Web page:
Among myriad highlights, there’s his notion (apropos the dullness of farming) of wedging a trumpet on a chicken’s face – to create a “jazz chicken”, the enactment of a Roman soldier deliberately and pretend-delightedly impaling himself on the spear of an advancing Greek phalanx, and his evocation of a giraffe, signalling, by means of charades, the approach of a tiger.

Yes, seeing him in a stadium, his every move video-relayed, can be like watching a giant TV, but the warmth, lust for life and sheer swaggering pizzazz of this eternally boyish jester transcend the sterility of the occasion.

After 25 years of perfecting his burbling personality, Eddie has become entertainment incarnate.

Written by Momo in: Tour Reviews |

Interview: Eddie Izzard

[from whatsonne.co.uk]

NEXT year’s Great North Run could have a new celebrity face in the running pack, in the shape of Eddie Izzard.

The comedian told the Chronicle today he would consider taking part in the event – having successfully run 1,200 miles around the UK for Sport Relief. That’s 43 marathons in 51 days.

“I’ve never done an organised one, so that is something I must do,” says Eddie, who is at the Metro Radio Arena in Newcastle on Thursday and Friday next week.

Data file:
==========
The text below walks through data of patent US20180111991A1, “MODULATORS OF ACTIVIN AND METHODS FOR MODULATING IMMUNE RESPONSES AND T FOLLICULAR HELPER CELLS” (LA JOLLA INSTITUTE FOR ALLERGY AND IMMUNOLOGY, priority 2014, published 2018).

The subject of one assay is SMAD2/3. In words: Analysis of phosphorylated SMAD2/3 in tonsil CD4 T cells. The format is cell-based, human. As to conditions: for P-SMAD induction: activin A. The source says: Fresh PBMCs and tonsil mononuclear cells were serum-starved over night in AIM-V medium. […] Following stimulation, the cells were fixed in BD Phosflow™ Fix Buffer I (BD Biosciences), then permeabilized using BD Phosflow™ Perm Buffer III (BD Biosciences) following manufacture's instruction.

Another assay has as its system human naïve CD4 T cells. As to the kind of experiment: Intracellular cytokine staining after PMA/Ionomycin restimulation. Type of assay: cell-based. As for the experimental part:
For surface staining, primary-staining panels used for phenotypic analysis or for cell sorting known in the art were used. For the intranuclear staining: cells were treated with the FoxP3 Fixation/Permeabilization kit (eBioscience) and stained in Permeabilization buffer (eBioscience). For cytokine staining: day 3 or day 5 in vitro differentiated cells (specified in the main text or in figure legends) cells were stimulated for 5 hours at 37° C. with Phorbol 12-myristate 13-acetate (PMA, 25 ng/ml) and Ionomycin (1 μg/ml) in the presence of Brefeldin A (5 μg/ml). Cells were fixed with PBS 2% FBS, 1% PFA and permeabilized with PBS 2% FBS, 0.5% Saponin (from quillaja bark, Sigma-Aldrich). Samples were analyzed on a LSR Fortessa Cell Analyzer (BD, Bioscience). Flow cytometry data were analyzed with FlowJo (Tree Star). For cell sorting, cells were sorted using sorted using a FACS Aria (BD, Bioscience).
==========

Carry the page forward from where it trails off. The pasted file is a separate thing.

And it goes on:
“Never say never, so you may see me there. I am certainly keeping up my training and doing two marathons a week.”

Eddie admitted he was absolutely exhausted after his nationwide trek – which raised more than £200,000 for Sport Relief – ended last month.

“It was good to do, it was very tough. I didn’t really enjoy the running, but I enjoyed the stopping.

“Towards the end, I got more into the running. I knew I could do it without it being too hellish. The pain had cut down. the first two weeks were very painful and after that it got less painful.

“To see people happy to come out and run with me. It was wonderful. A very primal thing.”

I suggest it was a huge undertaking for him, but Eddie replies: “I think anyone could do it. No- one has really tried it that much so, if motivated enough, then you would do it. If you were being chased by a bear, you would do it!

“The motivation in the head is very important. It was so tiring and knackering, though, and initially the shredding in my feet was terrible. You get used to it. What doesn’t kill you makes you stronger.”

Eddie recently broke box office records by selling out a five-week residency in London’s West End in less than 48 hours.

With bootleg tickets changing hands for thousands of pounds, Stripped was indisputably the must- have tickets on both sides of the Atlantic, coming hot on the heels of an American sell-out tour which played across 34 US cities – including three packed out nights at New York’s legendary Radio City Music Hall.